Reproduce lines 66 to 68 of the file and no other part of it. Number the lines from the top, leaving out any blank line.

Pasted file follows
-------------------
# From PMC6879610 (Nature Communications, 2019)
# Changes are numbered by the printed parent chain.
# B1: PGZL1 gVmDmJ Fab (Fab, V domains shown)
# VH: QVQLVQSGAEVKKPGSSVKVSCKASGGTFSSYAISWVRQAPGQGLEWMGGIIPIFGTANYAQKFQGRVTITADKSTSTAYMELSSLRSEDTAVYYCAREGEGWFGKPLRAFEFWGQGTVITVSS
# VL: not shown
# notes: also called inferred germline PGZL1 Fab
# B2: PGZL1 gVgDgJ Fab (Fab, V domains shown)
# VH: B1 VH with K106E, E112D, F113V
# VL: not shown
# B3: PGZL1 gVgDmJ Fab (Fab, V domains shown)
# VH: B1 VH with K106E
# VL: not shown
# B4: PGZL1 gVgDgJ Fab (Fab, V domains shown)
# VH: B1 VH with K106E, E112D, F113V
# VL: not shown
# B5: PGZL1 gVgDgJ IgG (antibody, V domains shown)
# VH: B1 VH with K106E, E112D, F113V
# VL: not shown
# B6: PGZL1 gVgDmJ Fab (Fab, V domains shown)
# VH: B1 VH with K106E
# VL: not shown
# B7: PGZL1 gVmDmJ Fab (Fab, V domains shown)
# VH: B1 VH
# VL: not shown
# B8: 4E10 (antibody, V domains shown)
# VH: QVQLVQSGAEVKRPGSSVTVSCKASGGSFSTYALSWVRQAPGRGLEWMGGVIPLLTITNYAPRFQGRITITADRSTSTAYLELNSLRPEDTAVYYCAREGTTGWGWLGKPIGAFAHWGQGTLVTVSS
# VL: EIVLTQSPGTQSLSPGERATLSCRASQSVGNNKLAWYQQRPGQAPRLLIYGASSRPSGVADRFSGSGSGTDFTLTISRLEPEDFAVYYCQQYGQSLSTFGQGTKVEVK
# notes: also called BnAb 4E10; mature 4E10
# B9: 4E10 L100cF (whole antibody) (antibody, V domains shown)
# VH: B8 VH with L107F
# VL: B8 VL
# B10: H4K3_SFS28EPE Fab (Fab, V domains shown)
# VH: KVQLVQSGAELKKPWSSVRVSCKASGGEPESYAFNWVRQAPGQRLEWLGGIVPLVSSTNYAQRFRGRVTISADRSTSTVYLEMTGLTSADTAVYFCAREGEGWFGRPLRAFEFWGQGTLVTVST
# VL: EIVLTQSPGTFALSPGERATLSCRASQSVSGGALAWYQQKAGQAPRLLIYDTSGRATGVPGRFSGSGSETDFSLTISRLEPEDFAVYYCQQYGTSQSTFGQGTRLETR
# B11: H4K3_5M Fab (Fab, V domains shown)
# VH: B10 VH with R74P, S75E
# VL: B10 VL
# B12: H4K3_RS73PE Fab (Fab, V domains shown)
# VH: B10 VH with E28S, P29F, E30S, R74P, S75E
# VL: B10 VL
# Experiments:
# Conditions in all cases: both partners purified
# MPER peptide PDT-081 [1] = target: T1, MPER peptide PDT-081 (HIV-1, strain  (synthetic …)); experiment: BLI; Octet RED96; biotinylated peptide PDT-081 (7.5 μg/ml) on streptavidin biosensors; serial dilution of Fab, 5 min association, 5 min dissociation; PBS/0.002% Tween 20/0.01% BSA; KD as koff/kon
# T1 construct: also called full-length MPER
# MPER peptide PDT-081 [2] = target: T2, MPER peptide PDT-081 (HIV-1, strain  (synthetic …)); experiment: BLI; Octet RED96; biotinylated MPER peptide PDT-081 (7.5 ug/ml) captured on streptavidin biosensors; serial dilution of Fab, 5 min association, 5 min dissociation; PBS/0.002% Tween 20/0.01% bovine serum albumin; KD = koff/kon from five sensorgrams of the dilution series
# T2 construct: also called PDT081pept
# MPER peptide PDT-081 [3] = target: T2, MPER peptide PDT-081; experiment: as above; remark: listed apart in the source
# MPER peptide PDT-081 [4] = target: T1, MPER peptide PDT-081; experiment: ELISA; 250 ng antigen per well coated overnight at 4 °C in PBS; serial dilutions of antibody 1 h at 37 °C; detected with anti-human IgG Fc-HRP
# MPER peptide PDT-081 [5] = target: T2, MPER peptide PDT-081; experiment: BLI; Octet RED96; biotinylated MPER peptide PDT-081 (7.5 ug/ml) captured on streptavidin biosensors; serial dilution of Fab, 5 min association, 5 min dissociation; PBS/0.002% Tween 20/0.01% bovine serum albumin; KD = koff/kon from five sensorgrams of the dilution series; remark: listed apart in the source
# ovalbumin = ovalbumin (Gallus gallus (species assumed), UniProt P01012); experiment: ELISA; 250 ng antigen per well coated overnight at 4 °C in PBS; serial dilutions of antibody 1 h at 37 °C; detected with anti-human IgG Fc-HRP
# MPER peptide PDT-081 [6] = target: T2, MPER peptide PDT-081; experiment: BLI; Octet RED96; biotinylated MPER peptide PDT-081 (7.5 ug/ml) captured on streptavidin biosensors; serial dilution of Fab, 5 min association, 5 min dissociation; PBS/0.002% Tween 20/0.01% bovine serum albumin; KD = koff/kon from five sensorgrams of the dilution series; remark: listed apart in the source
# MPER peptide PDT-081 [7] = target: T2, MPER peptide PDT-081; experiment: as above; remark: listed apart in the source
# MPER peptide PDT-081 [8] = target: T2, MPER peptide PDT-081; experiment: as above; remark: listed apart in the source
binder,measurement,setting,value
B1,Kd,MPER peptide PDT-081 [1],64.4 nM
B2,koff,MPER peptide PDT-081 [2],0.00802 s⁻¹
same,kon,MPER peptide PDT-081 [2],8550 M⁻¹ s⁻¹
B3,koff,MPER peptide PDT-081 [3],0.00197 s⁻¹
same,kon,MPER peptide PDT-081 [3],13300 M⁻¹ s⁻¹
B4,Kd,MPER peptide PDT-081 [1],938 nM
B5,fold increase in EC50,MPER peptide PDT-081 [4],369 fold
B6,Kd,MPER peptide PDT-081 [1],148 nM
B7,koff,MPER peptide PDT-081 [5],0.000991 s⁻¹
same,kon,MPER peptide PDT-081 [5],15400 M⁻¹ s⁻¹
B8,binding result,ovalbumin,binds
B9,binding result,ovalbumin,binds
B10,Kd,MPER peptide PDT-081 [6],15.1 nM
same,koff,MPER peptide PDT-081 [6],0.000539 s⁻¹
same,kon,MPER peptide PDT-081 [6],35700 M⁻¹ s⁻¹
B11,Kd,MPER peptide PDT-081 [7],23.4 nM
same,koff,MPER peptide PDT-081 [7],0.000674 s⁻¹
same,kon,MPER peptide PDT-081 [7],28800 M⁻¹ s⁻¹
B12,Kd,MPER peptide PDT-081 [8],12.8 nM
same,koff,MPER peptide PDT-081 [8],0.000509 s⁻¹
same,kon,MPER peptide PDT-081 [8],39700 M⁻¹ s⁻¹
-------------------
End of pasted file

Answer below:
B9,binding result,ovalbumin,binds
B10,Kd,MPER peptide PDT-081 [6],15.1 nM
same,koff,MPER peptide PDT-081 [6],0.000539 s⁻¹